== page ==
We woke up this morning at about 7am and I believe we both had the best sleep at a fale at Falealupo – it didn't rain and the waves weren't too loud. Our breakfast consisted of papya, crackers and vi (which is like a lemon) so it wasn't the best breakfast but it got the job done. We said our goodbyes to the end of the world and began our journey to the last fale of our trip.
Today started out better then yesterday because the sun was fully out and the weather was warm – once again it felt like we were on a tropical island. The drive along the southern coast of Savaii was nice and relaxing – the highlight of the drive was taking a picture of "Lover's Leap" which is a cliff face on the southwestern portion of Savaii. Before heading to the next beach fale, we decided to head to Taga (Tonga) where the Alofaaga Blowholes are located.
This was my first time visiting the blowholes, so I was really looking forward to a good show. This site visit required a $5 tala per person entry fee and then we had to drive along a dirt track in order to actually get to the blowhole section. When we got to the area where the blowholes were, the scenery was nice but the blowholes weren't blowing. We later found out the best time to see the blowholes is during high tide/afternoon time – the morning time (i.e. the time we were there) is not a good time. Now it would have been nice to be told this BEFORE paying our $5 tala but I guess helpful information doesn't come with the entrance fee. We did see some of the blowholes blowing off in the distance, but none up close. After leaving the blowholes disappointed, we head to our last beach fale – Satuiatua Beach Fales.
I have been at this beach fale twice before – once on my bike trip around Savaii and again for our (Group 75) midservice conference. It's a very nice fale and one of the only ones located on the southern half of Savaii. Even though it's Friday, we were still the only guests at this beach fale. One of the first things that mom noticed when we saw the fales is that they actually have beds at this beach fale (no more sleeping on the ground) which will make for a more comfortable sleep. Our trip to the blowholes demonstrated the energy zapping power of the tropical sun and one of the first things we did when we arrived at the fales was take a nap.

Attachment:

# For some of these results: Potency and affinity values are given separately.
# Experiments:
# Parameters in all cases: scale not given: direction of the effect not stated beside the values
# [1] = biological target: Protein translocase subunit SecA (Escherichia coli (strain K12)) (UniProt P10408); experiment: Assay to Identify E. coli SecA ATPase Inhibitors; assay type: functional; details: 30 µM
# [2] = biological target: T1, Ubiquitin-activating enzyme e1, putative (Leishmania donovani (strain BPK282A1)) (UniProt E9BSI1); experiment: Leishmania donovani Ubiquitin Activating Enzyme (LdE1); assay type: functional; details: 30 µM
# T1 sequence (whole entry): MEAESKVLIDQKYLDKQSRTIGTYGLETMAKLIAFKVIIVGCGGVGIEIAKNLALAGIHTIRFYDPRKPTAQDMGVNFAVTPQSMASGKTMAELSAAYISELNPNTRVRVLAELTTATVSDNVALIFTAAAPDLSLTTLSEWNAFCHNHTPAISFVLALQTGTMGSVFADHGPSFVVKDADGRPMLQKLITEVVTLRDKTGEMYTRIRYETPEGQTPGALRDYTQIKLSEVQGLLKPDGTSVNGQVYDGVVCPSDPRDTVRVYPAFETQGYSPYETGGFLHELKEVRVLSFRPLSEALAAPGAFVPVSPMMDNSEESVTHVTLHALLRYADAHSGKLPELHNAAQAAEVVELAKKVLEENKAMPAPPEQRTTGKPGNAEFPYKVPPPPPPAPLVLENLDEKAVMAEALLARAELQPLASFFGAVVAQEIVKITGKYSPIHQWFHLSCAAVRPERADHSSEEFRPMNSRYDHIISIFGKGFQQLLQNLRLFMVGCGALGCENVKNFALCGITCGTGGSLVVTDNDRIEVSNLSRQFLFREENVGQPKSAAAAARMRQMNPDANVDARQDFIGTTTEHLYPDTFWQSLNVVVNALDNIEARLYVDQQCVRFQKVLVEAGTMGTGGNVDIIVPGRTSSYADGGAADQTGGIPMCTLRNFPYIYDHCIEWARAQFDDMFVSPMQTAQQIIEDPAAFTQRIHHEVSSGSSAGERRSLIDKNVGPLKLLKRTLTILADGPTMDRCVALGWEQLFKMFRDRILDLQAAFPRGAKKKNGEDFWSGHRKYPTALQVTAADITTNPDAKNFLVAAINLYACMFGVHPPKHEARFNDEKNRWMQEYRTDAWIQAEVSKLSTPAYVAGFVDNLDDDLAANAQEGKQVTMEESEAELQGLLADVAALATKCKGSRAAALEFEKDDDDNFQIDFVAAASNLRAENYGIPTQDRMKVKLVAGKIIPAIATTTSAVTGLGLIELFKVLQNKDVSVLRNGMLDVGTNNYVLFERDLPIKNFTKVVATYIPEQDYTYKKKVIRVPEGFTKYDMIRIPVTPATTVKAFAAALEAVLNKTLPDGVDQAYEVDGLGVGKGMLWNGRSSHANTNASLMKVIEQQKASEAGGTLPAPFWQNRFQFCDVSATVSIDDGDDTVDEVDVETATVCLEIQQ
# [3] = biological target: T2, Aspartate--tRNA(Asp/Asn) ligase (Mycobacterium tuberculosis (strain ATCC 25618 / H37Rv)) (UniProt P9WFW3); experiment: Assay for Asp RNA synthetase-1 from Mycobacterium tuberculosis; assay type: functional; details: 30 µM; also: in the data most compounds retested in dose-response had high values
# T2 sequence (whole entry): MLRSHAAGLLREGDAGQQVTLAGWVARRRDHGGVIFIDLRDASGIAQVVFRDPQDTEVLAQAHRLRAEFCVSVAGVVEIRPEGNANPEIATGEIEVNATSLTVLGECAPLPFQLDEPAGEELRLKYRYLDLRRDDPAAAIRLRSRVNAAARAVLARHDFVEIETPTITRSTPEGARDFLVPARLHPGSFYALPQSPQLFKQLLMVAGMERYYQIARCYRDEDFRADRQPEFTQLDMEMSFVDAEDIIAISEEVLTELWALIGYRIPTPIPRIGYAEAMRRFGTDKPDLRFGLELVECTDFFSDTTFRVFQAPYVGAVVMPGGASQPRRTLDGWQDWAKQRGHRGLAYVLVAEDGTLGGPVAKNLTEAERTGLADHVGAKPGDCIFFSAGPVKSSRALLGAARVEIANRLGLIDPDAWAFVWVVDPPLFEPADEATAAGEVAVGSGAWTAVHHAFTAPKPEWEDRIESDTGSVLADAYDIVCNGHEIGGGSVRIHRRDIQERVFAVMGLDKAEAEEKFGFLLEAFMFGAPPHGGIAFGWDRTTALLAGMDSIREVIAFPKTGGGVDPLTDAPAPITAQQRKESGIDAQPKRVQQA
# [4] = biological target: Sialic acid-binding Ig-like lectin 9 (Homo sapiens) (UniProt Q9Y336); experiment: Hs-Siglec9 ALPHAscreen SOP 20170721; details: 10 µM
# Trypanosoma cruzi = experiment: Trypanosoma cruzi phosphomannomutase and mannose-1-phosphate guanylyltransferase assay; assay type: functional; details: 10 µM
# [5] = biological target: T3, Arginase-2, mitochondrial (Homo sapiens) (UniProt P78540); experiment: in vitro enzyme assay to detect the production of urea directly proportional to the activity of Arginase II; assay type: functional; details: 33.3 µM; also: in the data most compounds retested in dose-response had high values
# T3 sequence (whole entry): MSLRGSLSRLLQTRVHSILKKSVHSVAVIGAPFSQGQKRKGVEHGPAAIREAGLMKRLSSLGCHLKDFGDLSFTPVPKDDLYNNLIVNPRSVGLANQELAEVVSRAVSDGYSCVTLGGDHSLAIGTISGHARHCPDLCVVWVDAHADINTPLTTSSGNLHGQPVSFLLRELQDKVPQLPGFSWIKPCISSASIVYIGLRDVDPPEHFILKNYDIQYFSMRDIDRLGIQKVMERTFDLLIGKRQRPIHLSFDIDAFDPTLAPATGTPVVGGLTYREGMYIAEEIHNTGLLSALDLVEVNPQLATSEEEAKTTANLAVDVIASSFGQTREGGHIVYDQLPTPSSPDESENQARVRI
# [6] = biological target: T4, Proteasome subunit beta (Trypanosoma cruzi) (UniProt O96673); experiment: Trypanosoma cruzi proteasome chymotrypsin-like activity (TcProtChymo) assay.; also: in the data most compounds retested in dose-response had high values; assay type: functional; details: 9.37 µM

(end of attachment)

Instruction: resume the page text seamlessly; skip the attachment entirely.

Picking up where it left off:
After the nap, we had lunch and mom went shell hunting while I took my requisite dip into the ocean (I think I get my affinity for water from my dad). The cool thing about some of the fish at this spot is that they are not all afraid of you – as long as you're not splashing around. With my snorkeling gear on, I was able to swim just inches away from some of the fish – usually once they see you, they shoot away, but not this time. It was a pretty sweet experience. So far my 3rd trip to Satuiatua Fales, I have to say it hasn't disappointed me yet. Now hopefully the dinner is not only good but also on-time! Here's hoping!
Addendum: For awhile we were the only folks staying at Satuiatua, but as dinner time approached this place became very busy. Two Australian surfers decided to stay the night and to show how small this island is – not only were these guys on the same boat that mom and I cam over to Savaii on but they have also stayed at Maninoa Surf Camp – where Tim (an Australian surfer I know who attends Peace Chapel) works. Everyone's connected in this country! Anyway, at 7pm we went to have dinner and I would have to say this place has the best tasting food we have had at a beach fale. Mom and I had some version of the fish and both were extremely good. While it wasn't all you can eat like at Taufua, what they served you was filling. So we started this beach fale tour with a good fale and we ended it with a good fale. I love it when a plan comes together! <places cigar in mouth>